Over at the LBC blog, the minority opinion for Case Histories has been unveiled. Unsurprisingly, there’s a good deal of controversy. You’d think that some of us were swing voters resigning from the Supreme Court at the last minute. But I’d like to address the main concern — chiefly, the “solo songs of appreciation and endorsement” that are allegedly sung by Mark Sarvas, Scott Esposito and myself.
Yes, it’s true that the three of us are now playing in an emopunk trio called the Banvilles (with Lizzie occasionally stepping in to provide sleazy lyrics while tying Scott up to the ride cymbal stand). You can catch us every other Tuesday at various nightclubs in Santa Monica. We even have a special performance set for August in Helsinki. But since the band itself has only been together for six months, I think it’s safe to say that nobody is polished enough to embark on a solo career. The problem, beyond the fact that individually and collectively we have very specific tastes that prevent us from performing with “appreciation and endorsement,” is that while we toss books at our audience, the performance highlights are hinged upon mock fistfights between Mark and I that are intended to evoke the animosity of the Gallgher brothers.
No one is injured in these staged battles, but it does get the crowd going. Because most of the audience understands that both the performance and the stage presence are intended to exude a certain informed passion for books and that everyone has different sensibilities. After the end of a performance, the trio gets together to watch a 16mm print of “Free to Be, You and Me” to get the adrenaline out of our system. Sometimes, we share small cartons of milk and give each other hugs that serve as surrogates to mantras of self-affirmation. Opinions are respected and informed dissent is reclaimed.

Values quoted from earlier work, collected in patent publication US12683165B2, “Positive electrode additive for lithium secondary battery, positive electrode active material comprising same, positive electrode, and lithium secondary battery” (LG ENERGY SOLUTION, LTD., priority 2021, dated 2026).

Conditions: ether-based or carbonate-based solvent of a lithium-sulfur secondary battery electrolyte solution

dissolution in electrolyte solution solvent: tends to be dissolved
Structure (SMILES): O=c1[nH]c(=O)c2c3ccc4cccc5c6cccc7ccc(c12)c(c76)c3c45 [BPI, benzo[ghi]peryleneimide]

Really, at the end of the day, it’s the music that counts. And we sincerely hope that most people comprehend that our songs cut across a wide swath of feelings.
If this doesn’t clear anything up, I invite any and all readers to send clothespins (also known as C47s) to my P.O. Box, ideally with an explanatory note if you happen to remain perplexed. I will happily distribute these clothespins on to the appropriate parties so that they can affix these painful items to their nostrils. Hopefully, this will preclude any given LBC member’s nose from staying in the air too long.